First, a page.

Packer's lawyers defend his character

Hannah Ryan
·3-min read

James Packer is not to blame for the failures of Crown Resorts, his lawyers have told an inquiry into whether the gaming giant is suitable to run a new Sydney casino.

They say the billionaire only gave advice to Crown, not instructions, after he stepped down from the board in 2018.

At stake in the inquiry is the future of a the $2.2 billion casino at Barangaroo, scheduled to open next month.

The NSW Independent Liquor and Gaming Authority probe is examining whether Crown is suitable to hold the licence for the casino.

Counsel assisting the inquiry argue that Crown's poor corporate governance and risk management processes, which led it into relationships with dodgy junket operators and allowed its casinos to be used for money laundering, mean it is not suitable to hold the licence.

They also say Mr Packer is not fit to be a close associate of the licensee.

The mogul gave three days of gruelling evidence by videolink in October, which canvassed the mental health problems he blamed for a "disgraceful" email he sent a potential investor.

"I think caps on shareholders may be something that you will think about," Mr Packer told inquiry commissioner Patricia Bergin, admitting he may need to shed some of his shares in the company.

The lawyers assisting the inquiry have painted a picture of Mr Packer as a domineering personality who is focused on profit and demands loyalty, exerting control over the public company even after he left the board in 2018.

Mr Packer's lawyers are seeking in their closing submissions to persuade Ms Bergin that Mr Packer's influence over Crown is more benign.

Where counsel assisting argued Mr Packer had so much power and information he was really a de facto director of Crown, the barrister representing his private company Consolidated Press Holdings, Noel Hutley SC, says he has acted merely as an interested shareholder and advisor.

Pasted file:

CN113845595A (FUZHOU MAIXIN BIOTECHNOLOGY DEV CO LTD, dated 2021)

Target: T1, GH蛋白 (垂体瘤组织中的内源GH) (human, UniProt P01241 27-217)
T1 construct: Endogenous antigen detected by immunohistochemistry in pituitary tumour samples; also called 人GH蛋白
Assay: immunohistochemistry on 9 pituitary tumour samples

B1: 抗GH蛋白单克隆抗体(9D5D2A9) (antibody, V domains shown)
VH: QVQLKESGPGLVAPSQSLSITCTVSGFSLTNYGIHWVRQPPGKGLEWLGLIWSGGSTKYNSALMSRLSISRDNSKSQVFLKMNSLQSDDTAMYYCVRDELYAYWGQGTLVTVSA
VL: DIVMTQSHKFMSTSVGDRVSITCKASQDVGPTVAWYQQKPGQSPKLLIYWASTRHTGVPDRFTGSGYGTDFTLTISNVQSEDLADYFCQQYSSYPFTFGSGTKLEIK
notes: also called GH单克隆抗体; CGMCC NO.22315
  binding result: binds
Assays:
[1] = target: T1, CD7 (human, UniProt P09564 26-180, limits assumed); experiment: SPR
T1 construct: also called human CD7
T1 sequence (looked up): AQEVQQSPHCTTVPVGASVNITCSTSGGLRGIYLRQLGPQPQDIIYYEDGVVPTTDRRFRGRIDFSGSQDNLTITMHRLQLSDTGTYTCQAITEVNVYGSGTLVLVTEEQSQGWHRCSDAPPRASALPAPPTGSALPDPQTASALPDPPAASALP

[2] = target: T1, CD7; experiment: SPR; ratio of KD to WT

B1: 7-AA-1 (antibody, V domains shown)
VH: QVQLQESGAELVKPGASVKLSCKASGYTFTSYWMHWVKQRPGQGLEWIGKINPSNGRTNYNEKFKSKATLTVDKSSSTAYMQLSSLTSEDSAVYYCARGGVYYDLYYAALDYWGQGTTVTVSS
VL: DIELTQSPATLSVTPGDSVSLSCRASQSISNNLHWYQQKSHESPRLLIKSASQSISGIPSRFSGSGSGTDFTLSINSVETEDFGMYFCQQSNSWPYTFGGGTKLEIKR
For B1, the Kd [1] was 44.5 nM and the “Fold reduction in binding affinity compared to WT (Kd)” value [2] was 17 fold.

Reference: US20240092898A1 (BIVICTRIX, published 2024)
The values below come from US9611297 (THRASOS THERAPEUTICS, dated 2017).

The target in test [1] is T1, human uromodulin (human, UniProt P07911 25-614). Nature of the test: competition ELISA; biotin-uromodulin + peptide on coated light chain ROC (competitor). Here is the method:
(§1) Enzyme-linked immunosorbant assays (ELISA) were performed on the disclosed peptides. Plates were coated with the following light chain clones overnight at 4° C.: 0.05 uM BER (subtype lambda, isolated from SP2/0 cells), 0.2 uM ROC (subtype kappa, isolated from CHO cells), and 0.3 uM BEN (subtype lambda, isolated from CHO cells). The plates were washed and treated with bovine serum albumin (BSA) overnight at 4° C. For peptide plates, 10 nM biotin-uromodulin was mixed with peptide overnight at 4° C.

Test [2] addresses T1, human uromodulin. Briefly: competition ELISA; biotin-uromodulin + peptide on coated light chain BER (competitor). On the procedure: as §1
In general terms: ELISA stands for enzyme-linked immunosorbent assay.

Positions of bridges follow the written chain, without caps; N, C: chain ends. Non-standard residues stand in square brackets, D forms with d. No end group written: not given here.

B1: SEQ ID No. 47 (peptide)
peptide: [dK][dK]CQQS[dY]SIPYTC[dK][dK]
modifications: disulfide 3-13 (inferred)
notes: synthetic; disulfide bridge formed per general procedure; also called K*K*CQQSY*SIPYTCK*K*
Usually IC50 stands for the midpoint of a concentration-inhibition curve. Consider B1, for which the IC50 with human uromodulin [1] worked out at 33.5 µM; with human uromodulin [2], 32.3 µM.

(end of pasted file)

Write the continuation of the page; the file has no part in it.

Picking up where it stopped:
CPH holds a 36.8 per cent stake in Crown.

Mr Hutley says a controlling shareholder agreement which gave Mr Packer access to confidential financial information was a two-way street, which gave Crown the benefit of Mr Packer's insights.

Crown chose to seek advice from Mr Packer to maximise profit, and its board was not bound to follow that advice, Mr Hutley said on Wednesday.

Ms Bergin suggested while that may have technically been the case, Mr Packer's powerful personality may have made the board "supine" to a desire to make Mr Packer proud of them.

Mr Packer's advice did not bring the company any harm and the board was sufficiently independent of the Packer family, Mr Hutley said.

He argued CPH's attempted sale of 19.99 per cent of Crown stock to Melco Resorts, which partly prompted the inquiry, did not pose a problem for Crown's suitability to hold the licence.

Crown had an agreement with the NSW regulator not to allow Dr Stanley Ho to gain an interest in its casinos, and Melco is run by Dr Ho's son Lawrence.

The inquiry is investigating whether the transaction caused Crown to breach the agreement.

Mr Hutley said there had been no reason to suspect Dr Ho had any interest in Melco Resorts.

Mr Packer's evidence was "thoughtful, honest and clear" and he had acknowledged that many things he heard in the inquiry were a shock and disquieting, Mr Hutley said.

The barrister described his client as a man of "real character, real integrity and real honesty".

Lawyers for Crown will address the inquiry separately.

The regulator is reportedly set to meet with Crown next Wednesday to discuss whether to push back or put conditions on the casino's opening.

Ms Bergin is due to issue a report in February.